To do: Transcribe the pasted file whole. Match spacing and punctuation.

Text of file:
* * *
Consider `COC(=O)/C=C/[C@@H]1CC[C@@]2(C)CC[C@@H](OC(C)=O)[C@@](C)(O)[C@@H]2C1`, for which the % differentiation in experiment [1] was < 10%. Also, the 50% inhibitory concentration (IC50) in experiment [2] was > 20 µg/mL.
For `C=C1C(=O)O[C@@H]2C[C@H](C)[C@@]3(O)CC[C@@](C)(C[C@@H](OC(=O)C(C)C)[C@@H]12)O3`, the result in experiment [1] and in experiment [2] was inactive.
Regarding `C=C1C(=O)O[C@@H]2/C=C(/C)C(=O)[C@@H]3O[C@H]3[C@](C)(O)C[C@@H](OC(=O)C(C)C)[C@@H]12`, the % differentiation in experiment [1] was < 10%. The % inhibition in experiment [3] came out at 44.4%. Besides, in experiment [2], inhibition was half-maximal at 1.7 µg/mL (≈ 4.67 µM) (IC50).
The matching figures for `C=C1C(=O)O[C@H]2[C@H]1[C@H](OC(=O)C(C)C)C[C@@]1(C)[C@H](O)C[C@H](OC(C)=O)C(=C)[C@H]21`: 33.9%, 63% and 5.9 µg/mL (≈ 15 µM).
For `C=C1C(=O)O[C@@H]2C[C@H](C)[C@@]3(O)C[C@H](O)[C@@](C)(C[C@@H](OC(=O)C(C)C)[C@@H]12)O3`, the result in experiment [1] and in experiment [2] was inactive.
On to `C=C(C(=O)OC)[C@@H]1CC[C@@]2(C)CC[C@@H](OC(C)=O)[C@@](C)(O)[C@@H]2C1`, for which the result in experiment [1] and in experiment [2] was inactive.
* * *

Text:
Consider `COC(=O)/C=C/[C@@H]1CC[C@@]2(C)CC[C@@H](OC(C)=O)[C@@](C)(O)[C@@H]2C1`, for which the % differentiation in experiment [1] was < 10%. Also, the 50% inhibitory concentration (IC50) in experiment [2] was > 20 µg/mL.
For `C=C1C(=O)O[C@@H]2C[C@H](C)[C@@]3(O)CC[C@@](C)(C[C@@H](OC(=O)C(C)C)[C@@H]12)O3`, the result in experiment [1] and in experiment [2] was inactive.
Regarding `C=C1C(=O)O[C@@H]2/C=C(/C)C(=O)[C@@H]3O[C@H]3[C@](C)(O)C[C@@H](OC(=O)C(C)C)[C@@H]12`, the % differentiation in experiment [1] was < 10%. The % inhibition in experiment [3] came out at 44.4%. Besides, in experiment [2], inhibition was half-maximal at 1.7 µg/mL (≈ 4.67 µM) (IC50).
The matching figures for `C=C1C(=O)O[C@H]2[C@H]1[C@H](OC(=O)C(C)C)C[C@@]1(C)[C@H](O)C[C@H](OC(C)=O)C(=C)[C@H]21`: 33.9%, 63% and 5.9 µg/mL (≈ 15 µM).
For `C=C1C(=O)O[C@@H]2C[C@H](C)[C@@]3(O)C[C@H](O)[C@@](C)(C[C@@H](OC(=O)C(C)C)[C@@H]12)O3`, the result in experiment [1] and in experiment [2] was inactive.
On to `C=C(C(=O)OC)[C@@H]1CC[C@@]2(C)CC[C@@H](OC(C)=O)[C@@](C)(O)[C@@H]2C1`, for which the result in experiment [1] and in experiment [2] was inactive.